Hannah Aldridge Razor Wire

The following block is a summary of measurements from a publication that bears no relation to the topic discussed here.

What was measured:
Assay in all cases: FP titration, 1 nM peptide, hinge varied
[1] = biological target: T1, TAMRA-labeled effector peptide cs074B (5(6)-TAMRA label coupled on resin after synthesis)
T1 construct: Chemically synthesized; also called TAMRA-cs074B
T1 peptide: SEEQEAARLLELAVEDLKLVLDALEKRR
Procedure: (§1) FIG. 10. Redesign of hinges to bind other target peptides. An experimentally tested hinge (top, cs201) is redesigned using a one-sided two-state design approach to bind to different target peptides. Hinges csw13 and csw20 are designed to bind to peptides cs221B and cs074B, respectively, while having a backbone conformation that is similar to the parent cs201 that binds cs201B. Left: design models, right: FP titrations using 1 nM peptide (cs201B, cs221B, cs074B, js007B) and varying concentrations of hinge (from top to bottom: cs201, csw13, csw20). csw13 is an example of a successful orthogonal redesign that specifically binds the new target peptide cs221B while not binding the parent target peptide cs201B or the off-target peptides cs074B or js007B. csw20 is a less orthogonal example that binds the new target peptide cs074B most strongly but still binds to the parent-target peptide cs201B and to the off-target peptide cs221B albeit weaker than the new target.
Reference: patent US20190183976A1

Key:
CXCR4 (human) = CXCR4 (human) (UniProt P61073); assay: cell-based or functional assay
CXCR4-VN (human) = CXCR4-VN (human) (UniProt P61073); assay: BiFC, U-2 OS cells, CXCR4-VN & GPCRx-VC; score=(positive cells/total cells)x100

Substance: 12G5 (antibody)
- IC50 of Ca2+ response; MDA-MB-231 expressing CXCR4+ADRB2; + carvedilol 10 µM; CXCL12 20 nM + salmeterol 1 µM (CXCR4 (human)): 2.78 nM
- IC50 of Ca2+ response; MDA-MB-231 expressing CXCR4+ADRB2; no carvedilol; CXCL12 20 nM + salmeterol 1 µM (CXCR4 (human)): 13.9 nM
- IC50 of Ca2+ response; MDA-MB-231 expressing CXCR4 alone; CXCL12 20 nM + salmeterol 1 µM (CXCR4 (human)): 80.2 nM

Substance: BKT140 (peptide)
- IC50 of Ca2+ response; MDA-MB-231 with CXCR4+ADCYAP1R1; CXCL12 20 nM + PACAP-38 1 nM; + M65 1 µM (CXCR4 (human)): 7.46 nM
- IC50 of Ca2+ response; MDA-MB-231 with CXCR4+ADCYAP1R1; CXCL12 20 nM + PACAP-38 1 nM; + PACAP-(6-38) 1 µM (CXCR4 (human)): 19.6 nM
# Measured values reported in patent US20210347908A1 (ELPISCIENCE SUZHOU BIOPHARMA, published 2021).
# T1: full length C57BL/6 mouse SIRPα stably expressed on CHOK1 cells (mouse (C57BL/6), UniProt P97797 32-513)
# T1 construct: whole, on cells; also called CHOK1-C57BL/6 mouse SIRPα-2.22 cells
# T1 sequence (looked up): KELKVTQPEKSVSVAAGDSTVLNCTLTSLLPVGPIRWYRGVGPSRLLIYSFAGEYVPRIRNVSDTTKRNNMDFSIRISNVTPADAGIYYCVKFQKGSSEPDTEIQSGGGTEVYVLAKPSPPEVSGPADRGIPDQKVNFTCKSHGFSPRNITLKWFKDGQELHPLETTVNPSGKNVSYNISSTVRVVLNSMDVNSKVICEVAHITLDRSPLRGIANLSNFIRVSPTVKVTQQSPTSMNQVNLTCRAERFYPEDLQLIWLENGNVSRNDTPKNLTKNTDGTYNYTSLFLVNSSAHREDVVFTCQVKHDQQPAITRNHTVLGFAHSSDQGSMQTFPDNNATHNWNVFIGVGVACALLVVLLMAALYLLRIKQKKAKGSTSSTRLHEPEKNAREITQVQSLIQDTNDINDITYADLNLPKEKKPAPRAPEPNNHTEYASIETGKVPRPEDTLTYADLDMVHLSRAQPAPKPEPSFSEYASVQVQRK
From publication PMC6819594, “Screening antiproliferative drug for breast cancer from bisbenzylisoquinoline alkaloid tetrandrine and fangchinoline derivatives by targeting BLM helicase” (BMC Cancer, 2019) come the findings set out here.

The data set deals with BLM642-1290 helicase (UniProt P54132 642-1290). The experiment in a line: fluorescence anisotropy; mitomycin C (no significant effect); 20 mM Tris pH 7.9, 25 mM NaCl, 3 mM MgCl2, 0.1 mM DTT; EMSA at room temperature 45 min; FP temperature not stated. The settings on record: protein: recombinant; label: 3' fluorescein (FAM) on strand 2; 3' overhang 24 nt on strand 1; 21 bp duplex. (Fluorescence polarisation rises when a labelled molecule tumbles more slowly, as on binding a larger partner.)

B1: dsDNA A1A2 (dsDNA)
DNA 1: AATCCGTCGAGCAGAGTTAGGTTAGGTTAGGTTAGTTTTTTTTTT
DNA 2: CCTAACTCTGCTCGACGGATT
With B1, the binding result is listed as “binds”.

A lot of the time Hannah Aldridge has the sound of a feistier Stevie Nicks, that breathy drawl with just a touch of wonderment, but she has a real gritty edge to her music that Ms Nicks doesn’t quite hit. Musically she sits in a place that some call ‘Dark Americana’ and it covers her songs about the dark side pretty well. Old Ghost for example has a haunting country feel backed up with a great Hammond underpinning from Derry DeBorja (part of Jason Isbells 400 band). The songs are strong with great melody and the playing matches but you are here for the subjects and the picture of Ms Aldridge on the back cover smoking a cigarette and very noir sums it all up pretty well. You aren’t getting supernatural takes or horror stories – the darkness is all about the human soul. Her Nashville and Muscle Shoals origins are clear here and she draws on experience of her father who was a legendary songwriter, performer and producer and the experiences of the musicians she grew up listening to and learning from but she has created a character of her own and it is that creation you are listening to. To some this is going to be a little too country and not enough Blues but she is singing about real people and the depths of their emotions and experiences and deserves a place in a Blues magazine on that basis. The title track is so dark and deep that you cannot help but be drawn in to her emotions but her version of Howling Bones is the real standout for me – chilling and so bleak you will be shivering well after the track has finished.